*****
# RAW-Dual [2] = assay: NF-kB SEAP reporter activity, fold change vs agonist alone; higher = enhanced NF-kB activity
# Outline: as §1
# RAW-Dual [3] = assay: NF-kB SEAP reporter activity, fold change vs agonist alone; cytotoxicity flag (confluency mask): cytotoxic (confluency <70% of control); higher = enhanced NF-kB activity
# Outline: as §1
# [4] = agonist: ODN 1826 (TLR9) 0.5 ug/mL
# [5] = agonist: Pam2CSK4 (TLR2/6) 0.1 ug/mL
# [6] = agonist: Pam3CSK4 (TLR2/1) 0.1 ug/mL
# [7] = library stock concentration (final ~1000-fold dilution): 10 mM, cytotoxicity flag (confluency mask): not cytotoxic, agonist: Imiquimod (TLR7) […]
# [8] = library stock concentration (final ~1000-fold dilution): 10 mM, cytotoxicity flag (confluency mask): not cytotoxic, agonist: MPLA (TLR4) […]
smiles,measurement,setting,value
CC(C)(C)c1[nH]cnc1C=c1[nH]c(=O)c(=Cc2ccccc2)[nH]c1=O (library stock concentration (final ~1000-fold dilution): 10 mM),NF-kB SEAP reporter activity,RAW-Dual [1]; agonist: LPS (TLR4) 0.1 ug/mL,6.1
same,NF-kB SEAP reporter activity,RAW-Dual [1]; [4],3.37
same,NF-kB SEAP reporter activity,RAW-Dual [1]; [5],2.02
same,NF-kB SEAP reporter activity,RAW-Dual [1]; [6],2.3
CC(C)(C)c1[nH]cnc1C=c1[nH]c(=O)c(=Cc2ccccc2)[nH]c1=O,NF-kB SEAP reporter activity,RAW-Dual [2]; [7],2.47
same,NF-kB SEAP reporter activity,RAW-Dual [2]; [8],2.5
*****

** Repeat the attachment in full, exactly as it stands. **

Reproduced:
# RAW-Dual [2] = assay: NF-kB SEAP reporter activity, fold change vs agonist alone; higher = enhanced NF-kB activity
# Outline: as §1
# RAW-Dual [3] = assay: NF-kB SEAP reporter activity, fold change vs agonist alone; cytotoxicity flag (confluency mask): cytotoxic (confluency <70% of control); higher = enhanced NF-kB activity
# Outline: as §1
# [4] = agonist: ODN 1826 (TLR9) 0.5 ug/mL
# [5] = agonist: Pam2CSK4 (TLR2/6) 0.1 ug/mL
# [6] = agonist: Pam3CSK4 (TLR2/1) 0.1 ug/mL
# [7] = library stock concentration (final ~1000-fold dilution): 10 mM, cytotoxicity flag (confluency mask): not cytotoxic, agonist: Imiquimod (TLR7) […]
# [8] = library stock concentration (final ~1000-fold dilution): 10 mM, cytotoxicity flag (confluency mask): not cytotoxic, agonist: MPLA (TLR4) […]
smiles,measurement,setting,value
CC(C)(C)c1[nH]cnc1C=c1[nH]c(=O)c(=Cc2ccccc2)[nH]c1=O (library stock concentration (final ~1000-fold dilution): 10 mM),NF-kB SEAP reporter activity,RAW-Dual [1]; agonist: LPS (TLR4) 0.1 ug/mL,6.1
same,NF-kB SEAP reporter activity,RAW-Dual [1]; [4],3.37
same,NF-kB SEAP reporter activity,RAW-Dual [1]; [5],2.02
same,NF-kB SEAP reporter activity,RAW-Dual [1]; [6],2.3
CC(C)(C)c1[nH]cnc1C=c1[nH]c(=O)c(=Cc2ccccc2)[nH]c1=O,NF-kB SEAP reporter activity,RAW-Dual [2]; [7],2.47
same,NF-kB SEAP reporter activity,RAW-Dual [2]; [8],2.5